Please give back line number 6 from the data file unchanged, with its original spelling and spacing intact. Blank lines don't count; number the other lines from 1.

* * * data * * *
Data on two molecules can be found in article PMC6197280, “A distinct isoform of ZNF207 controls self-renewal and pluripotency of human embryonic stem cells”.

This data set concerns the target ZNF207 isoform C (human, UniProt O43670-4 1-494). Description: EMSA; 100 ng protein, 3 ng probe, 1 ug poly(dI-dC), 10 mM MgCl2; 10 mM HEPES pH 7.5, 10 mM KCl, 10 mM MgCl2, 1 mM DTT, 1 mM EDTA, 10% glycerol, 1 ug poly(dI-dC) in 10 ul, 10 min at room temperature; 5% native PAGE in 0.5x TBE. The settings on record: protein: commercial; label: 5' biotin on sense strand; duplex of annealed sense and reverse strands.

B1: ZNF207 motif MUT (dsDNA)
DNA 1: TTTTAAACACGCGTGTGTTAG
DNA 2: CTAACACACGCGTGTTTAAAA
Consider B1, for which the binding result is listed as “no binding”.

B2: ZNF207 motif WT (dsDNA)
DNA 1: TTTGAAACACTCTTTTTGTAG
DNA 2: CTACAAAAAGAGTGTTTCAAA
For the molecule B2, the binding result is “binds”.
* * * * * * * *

Consider B1, for which the binding result is listed as “no binding”.